Where do we start from? The position of the incoming President Hollande, to take that hypothesis, would be-as he has said pretty consistently-not to undermine the fiscal pact but to but to add a big dimension of growth to the stability and growth pact. So this is the time to examine how on earth they would, without some highly innovative banking ideas, square the circle of getting out of a general slump. It is different from when the Maastricht treaty was created. We were there at its creation and there was a relatively good level of employment. At that phase of the economic cycle, with the underlying position at that stage, it was not unreasonable to have the figure of 3 per cent. By the way, there was a quite separate debate as to whether Greece should not have been treated much more stringently in inquiring about its position when it joined the euro. Allow me to say that that discussion has got totally mixed up with our discussion now, although in principle it is not central to it.

The circle is impossible to square unless we recognise that the arithmetic entails at least 4 per cent economic growth in Europe per annum for a few years to get the 2 per cent underlying growth of productive potential. That is to do with new technology, productivity, science and so on. I have no reason to believe that in Europe generally, one should put the underlying productive potential at less than 2 per cent growth per annum.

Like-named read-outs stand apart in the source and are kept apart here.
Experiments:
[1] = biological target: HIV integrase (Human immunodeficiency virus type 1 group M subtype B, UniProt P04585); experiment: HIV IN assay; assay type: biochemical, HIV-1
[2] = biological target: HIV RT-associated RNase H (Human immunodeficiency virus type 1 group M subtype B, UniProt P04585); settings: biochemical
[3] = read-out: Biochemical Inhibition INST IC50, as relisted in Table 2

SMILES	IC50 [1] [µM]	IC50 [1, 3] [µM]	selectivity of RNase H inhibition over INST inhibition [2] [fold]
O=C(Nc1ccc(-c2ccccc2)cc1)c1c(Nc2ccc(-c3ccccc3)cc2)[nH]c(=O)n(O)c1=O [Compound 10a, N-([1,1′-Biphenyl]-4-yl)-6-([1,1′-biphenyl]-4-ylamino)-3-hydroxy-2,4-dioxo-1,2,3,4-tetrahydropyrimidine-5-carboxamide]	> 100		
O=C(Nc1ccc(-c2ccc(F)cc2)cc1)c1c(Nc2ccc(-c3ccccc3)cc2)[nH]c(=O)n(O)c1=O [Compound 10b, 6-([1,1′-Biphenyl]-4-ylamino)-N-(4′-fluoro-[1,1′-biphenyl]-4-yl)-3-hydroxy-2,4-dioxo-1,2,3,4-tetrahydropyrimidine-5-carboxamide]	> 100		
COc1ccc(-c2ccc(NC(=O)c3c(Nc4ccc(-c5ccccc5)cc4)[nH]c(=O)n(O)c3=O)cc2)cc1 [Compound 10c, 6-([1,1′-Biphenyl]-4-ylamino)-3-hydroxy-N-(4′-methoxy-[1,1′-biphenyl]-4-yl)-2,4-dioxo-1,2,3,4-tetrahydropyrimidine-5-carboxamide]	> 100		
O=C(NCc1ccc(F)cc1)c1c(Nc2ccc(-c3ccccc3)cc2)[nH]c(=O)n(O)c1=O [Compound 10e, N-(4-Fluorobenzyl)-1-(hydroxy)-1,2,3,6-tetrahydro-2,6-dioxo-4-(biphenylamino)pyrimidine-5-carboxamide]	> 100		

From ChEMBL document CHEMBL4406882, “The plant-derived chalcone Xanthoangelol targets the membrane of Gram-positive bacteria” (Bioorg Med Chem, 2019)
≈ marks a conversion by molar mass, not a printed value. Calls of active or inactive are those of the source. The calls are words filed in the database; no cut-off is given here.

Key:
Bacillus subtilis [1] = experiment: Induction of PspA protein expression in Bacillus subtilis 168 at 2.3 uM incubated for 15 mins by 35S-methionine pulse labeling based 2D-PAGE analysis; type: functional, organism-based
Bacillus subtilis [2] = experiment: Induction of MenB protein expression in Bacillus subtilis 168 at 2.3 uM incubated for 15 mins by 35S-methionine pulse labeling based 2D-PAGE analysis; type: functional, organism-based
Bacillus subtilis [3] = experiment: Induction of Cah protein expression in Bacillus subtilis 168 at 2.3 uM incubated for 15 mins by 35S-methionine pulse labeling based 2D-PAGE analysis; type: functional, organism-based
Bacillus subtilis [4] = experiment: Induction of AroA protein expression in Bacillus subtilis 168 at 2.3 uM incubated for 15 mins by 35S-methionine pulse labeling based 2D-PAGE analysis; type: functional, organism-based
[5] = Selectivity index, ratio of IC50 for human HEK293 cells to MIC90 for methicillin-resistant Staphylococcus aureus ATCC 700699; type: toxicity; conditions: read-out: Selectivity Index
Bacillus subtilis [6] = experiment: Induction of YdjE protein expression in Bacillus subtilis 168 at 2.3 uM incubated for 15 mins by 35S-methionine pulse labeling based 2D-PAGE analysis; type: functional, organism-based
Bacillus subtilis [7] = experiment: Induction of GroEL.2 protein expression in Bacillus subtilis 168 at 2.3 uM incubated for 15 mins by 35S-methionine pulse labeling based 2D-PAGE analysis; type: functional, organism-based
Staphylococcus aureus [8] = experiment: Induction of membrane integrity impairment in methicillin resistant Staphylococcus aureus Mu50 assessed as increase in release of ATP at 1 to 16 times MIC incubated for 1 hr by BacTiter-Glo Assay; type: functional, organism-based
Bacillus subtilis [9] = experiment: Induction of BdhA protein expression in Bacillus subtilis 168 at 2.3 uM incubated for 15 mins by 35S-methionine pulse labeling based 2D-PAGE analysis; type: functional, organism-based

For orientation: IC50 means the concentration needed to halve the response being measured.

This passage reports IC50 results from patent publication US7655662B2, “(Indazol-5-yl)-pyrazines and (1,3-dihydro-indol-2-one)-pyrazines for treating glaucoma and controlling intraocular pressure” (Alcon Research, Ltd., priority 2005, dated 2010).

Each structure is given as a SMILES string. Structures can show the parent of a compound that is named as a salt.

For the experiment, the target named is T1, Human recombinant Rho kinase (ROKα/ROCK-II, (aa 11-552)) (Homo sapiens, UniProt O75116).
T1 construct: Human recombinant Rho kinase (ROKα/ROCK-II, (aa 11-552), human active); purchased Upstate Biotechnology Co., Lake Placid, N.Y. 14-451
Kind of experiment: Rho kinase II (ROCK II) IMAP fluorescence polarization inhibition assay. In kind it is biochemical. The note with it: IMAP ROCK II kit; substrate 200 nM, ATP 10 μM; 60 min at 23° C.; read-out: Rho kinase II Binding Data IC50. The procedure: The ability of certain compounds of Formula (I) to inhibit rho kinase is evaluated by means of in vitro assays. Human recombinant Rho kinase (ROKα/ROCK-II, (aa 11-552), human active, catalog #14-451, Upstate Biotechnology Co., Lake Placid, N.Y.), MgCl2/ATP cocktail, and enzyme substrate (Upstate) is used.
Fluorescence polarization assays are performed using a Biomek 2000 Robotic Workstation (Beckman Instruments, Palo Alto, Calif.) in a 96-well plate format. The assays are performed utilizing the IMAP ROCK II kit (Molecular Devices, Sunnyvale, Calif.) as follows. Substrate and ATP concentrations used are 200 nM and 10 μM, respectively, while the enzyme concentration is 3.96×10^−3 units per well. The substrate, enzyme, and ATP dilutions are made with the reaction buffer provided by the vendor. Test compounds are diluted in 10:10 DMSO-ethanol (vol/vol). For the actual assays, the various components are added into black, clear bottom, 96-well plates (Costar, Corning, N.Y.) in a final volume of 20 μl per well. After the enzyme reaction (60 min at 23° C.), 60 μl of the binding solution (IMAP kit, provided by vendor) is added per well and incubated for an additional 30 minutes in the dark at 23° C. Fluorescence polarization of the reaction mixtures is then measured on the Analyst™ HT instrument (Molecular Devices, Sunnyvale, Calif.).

We then have to add something to bring down unemployment. The only way to increase income tax revenues and reduce social expenditures, with the revenue side going down and expenditures on unemployment benefit, social housing and general poverty measures going up, is to reduce unemployment to a labour market optimum, whatever figure you would like to take, in five or six years' time. With that arithmetic in mind, it is quite correct for an incoming, left-of-centre French President to discuss with Angela Merkel how to do it, without the knee-jerk rejection from the City of London and the financial markets, which are highly political. Markets, by the way, are not inanimate; they are led and steered by highly political people. That is why we on this side believe in social democratic economics. I emphasise the social democratic as well as the economic aspect of our governance of the economy.